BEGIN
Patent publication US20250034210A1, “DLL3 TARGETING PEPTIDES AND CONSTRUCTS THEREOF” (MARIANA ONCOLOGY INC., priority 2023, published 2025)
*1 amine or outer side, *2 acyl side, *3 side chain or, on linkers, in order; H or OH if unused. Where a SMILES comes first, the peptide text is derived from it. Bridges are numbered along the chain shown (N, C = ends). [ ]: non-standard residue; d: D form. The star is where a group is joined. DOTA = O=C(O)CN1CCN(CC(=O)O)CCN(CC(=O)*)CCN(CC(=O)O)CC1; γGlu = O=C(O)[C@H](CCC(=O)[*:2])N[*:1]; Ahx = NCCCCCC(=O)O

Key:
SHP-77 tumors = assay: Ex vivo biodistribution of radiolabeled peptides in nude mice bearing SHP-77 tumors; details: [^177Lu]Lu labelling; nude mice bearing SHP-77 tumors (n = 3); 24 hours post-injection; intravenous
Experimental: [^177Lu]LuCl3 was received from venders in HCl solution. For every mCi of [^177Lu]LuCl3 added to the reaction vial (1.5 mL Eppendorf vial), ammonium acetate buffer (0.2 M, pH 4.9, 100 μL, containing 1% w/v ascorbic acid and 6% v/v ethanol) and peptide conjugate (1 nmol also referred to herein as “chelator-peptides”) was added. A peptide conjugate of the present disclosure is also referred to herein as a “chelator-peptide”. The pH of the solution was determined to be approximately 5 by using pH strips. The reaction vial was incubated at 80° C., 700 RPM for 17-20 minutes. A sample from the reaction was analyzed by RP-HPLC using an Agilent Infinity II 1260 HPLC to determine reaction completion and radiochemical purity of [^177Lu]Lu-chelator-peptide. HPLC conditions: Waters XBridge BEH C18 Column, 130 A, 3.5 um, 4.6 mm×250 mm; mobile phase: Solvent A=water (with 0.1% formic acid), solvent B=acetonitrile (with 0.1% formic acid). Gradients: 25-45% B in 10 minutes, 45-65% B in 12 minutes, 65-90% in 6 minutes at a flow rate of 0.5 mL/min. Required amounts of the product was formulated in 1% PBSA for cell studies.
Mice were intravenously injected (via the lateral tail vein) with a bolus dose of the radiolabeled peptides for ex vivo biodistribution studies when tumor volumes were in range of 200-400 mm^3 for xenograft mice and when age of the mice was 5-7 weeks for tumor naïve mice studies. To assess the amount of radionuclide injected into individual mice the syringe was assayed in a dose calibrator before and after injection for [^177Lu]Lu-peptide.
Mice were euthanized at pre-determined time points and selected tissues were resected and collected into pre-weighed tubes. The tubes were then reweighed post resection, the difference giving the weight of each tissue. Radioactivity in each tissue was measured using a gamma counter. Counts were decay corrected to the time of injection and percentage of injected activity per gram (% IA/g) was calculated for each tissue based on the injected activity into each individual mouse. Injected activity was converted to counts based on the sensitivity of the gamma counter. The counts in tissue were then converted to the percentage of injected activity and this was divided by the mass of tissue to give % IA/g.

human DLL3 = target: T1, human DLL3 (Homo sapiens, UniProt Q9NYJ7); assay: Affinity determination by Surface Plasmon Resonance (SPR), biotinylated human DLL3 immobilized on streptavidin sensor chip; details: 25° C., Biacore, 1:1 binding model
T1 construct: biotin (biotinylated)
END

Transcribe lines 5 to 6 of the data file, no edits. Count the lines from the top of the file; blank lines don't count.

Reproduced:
Experimental: [^177Lu]LuCl3 was received from venders in HCl solution. For every mCi of [^177Lu]LuCl3 added to the reaction vial (1.5 mL Eppendorf vial), ammonium acetate buffer (0.2 M, pH 4.9, 100 μL, containing 1% w/v ascorbic acid and 6% v/v ethanol) and peptide conjugate (1 nmol also referred to herein as “chelator-peptides”) was added. A peptide conjugate of the present disclosure is also referred to herein as a “chelator-peptide”. The pH of the solution was determined to be approximately 5 by using pH strips. The reaction vial was incubated at 80° C., 700 RPM for 17-20 minutes. A sample from the reaction was analyzed by RP-HPLC using an Agilent Infinity II 1260 HPLC to determine reaction completion and radiochemical purity of [^177Lu]Lu-chelator-peptide. HPLC conditions: Waters XBridge BEH C18 Column, 130 A, 3.5 um, 4.6 mm×250 mm; mobile phase: Solvent A=water (with 0.1% formic acid), solvent B=acetonitrile (with 0.1% formic acid). Gradients: 25-45% B in 10 minutes, 45-65% B in 12 minutes, 65-90% in 6 minutes at a flow rate of 0.5 mL/min. Required amounts of the product was formulated in 1% PBSA for cell studies.
Mice were intravenously injected (via the lateral tail vein) with a bolus dose of the radiolabeled peptides for ex vivo biodistribution studies when tumor volumes were in range of 200-400 mm^3 for xenograft mice and when age of the mice was 5-7 weeks for tumor naïve mice studies. To assess the amount of radionuclide injected into individual mice the syringe was assayed in a dose calibrator before and after injection for [^177Lu]Lu-peptide.